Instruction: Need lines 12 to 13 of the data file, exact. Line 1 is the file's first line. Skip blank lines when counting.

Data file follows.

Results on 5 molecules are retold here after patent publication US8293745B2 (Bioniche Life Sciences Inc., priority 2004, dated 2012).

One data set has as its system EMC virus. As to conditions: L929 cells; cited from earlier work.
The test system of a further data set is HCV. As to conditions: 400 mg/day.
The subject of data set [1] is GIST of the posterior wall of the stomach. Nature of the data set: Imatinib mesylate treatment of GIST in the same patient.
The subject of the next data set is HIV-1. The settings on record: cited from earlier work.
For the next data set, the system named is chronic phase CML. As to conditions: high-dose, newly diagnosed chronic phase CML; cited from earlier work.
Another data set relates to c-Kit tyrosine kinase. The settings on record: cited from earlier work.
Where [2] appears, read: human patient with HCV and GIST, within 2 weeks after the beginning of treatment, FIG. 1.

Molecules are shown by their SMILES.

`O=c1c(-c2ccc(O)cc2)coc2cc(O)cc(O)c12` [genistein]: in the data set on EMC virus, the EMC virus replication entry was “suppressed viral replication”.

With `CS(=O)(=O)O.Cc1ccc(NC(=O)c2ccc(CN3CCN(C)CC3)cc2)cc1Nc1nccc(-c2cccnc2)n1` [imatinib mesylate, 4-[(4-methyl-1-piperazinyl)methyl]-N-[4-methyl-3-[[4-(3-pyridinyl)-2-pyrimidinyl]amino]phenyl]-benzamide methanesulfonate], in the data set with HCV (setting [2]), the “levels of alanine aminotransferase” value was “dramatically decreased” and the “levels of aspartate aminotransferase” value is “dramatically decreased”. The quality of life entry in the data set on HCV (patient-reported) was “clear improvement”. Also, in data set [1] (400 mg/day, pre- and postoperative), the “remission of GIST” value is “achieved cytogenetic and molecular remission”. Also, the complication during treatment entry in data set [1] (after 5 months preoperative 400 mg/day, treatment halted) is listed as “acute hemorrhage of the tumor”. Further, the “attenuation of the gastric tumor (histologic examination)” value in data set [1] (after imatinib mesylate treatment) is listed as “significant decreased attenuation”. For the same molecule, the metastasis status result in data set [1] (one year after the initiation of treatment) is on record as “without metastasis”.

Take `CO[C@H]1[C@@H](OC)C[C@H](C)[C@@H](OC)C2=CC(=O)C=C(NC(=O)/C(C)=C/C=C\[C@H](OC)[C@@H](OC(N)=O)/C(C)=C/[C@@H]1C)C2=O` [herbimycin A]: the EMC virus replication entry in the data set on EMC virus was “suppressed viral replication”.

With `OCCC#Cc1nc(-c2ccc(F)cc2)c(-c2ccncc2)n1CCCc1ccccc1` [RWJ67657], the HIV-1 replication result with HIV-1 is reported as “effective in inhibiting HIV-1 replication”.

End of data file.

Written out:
Take `CO[C@H]1[C@@H](OC)C[C@H](C)[C@@H](OC)C2=CC(=O)C=C(NC(=O)/C(C)=C/C=C\[C@H](OC)[C@@H](OC(N)=O)/C(C)=C/[C@@H]1C)C2=O` [herbimycin A]: the EMC virus replication entry in the data set on EMC virus was “suppressed viral replication”.

With `OCCC#Cc1nc(-c2ccc(F)cc2)c(-c2ccncc2)n1CCCc1ccccc1` [RWJ67657], the HIV-1 replication result with HIV-1 is reported as “effective in inhibiting HIV-1 replication”.